Untimely diagnosis of uterine perforation can lead to formidable and life-threatening complications and consequences. These include intestinal injuries or bladder injuries, massive hematomas, bleeding, peritonitis, sepsis. Damage to the internal uterine pharynx can contribute to the formation of cervical insufficiency, miscarriage during subsequent pregnancy. Uterine perforation can have serious consequences for reproductive function and cause the development of infertility due to the formation of intrauterine adhesions (Asherman syndrome) or the need to remove the uterus.
Directly during the intrauterine intervention, it is possible to suspect the perforation that has occurred by the feeling of the instrument “sinking” outside the uterine cavity. In complicated cases, perforation is indicated by the extraction of the bowel loop, omentum, ovary from the uterus. A sign of uterine perforation during the installation of an intrauterine contraceptive is the absence of threads visible during vaginal examination in the area of the uterine pharynx, and if there are any, the inability to extract the IUD “by the mustache” (a feeling of resistance, sharp pain).
If the manipulation is performed under hysteroscopic control, then the endoscopist can focus on the following signs: it is not possible to maintain stable pressure in the uterine cavity, there is no outflow of injected fluid, the peritoneum, intestinal loops or other internal organs are visible on the monitor. If the operating surgeon has reason to assume that a perforation of the uterus has occurred, he should immediately suspend all actions and try to palpate the end of the instrument through the abdominal wall to make sure of its location.
In cases where uterine perforation is not recognized on the operating table, careful monitoring of the patient in the first hours after manipulation, analysis of complaints and obstetric and gynecological history helps in the timely diagnosis of complications. Additional information is obtained using a transvaginal ultrasound, which allows you to detect free fluid in the pelvis. In most cases of uterine perforation, diagnostic laparoscopy is performed to exclude damage to the abdominal organs.
Further tactics in uterine perforation are determined by the timeliness of defect recognition, its magnitude, localization, the mechanism of injury, and the interest of internal organs. If the perforation is incomplete, the hole is small, and there is absolute confidence in the absence of damage to the OBP, parametral hematoma and intra-abdominal bleeding, conservative-observational tactics can be undertaken. In this case, bed rest is prescribed, cold on the stomach, uterotonic drugs and antibiotics are used. Dynamic ultrasound control is carried out.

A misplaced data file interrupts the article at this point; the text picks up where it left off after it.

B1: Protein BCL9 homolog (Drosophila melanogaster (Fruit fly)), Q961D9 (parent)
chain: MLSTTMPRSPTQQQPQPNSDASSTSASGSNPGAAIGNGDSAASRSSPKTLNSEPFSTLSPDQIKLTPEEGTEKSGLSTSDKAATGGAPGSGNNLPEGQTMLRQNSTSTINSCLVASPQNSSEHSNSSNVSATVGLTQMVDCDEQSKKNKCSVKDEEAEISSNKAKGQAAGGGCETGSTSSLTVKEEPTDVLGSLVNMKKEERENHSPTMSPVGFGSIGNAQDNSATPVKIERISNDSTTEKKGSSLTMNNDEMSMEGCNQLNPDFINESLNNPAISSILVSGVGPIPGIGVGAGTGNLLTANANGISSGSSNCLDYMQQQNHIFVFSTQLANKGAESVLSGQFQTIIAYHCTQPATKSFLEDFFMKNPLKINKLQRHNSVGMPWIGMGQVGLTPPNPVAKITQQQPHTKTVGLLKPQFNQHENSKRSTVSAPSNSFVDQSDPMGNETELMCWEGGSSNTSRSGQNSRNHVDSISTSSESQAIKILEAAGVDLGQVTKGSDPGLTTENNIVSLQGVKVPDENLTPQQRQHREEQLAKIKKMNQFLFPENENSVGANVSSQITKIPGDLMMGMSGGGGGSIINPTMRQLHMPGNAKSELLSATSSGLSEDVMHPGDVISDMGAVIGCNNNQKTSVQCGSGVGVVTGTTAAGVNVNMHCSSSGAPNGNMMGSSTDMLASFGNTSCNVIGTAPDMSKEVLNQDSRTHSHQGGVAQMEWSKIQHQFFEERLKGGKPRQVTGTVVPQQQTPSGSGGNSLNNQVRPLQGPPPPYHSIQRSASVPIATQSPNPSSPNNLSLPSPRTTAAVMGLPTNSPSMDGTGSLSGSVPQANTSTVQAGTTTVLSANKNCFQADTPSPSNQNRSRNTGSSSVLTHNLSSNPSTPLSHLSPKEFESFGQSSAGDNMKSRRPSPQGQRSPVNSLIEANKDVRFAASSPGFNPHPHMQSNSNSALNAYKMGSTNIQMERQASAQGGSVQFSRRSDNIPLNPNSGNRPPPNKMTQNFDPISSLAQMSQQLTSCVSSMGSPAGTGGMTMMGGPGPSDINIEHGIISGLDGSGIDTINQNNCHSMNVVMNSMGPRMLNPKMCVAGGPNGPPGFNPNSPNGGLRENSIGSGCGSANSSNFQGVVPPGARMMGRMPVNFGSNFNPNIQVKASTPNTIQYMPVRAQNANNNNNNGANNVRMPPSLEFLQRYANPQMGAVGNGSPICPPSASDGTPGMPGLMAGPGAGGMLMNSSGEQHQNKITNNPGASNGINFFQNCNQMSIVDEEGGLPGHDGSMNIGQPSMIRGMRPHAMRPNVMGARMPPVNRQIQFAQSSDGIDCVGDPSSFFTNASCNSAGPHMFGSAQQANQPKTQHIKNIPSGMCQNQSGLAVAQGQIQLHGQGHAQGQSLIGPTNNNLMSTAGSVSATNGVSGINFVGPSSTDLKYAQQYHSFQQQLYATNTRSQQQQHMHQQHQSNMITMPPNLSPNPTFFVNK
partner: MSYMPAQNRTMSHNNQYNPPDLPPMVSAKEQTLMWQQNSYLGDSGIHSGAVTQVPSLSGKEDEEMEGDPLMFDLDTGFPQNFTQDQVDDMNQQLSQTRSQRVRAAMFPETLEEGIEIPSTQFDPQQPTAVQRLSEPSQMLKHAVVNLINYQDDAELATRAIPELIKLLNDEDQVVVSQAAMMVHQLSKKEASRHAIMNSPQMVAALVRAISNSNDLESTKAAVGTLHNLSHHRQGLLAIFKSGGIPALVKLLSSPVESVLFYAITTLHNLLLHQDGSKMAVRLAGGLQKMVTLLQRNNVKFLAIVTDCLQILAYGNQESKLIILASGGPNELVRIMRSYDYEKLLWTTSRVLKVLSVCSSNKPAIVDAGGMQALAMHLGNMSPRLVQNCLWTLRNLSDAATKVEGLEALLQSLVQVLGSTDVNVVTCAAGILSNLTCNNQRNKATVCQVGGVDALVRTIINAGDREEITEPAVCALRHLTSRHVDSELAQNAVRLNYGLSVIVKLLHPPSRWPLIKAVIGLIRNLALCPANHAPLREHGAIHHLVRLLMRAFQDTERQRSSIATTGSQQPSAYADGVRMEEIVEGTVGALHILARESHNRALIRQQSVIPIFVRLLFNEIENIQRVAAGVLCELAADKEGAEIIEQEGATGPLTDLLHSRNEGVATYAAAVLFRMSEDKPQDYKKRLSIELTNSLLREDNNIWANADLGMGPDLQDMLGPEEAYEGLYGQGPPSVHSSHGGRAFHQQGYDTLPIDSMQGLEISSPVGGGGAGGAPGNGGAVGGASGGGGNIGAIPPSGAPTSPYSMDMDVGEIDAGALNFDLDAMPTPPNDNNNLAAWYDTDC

In other situations (in the presence of peritoneal symptoms and increasing signs of internal bleeding), laparoscopy or laparotomy, a thorough revision are indicated. If a small defect is detected in the uterine wall, they are limited to suturing the wound. If multiple or large ruptures of the uterine wall are detected, the issue is resolved in favor of supravaginal amputation (removal of the uterus without a cervix) or even hysterectomy (complete removal of the uterus). In case of perforation of the uterus complicated by injury of adjacent organs, the volume of the operating allowance is supplemented with appropriate interventions. In order to replenish blood loss, infusion therapy, transfusion of blood components is carried out, and antibacterial therapy is used to prevent infectious complications.
Prognosis and prevention
The prognosis for a woman’s life with timely diagnosis and elimination of uterine perforation is favorable, but the consequences for reproductive function can be the most serious. In order to prevent perforation of the uterus, it is necessary to observe the technique and stage-by-stage of various intrauterine interventions, insert instruments into the uterine cavity carefully, if possible under visual control. The patient herself can minimize the risk of uterine perforation by refusing abortions and regularly visiting a gynecologist. Women who have suffered perforation of the uterine wall are subject to registration at the dispensary. Pregnancy management in such patients is associated with many risks, primarily with the risk of miscarriage and rupture of the uterus.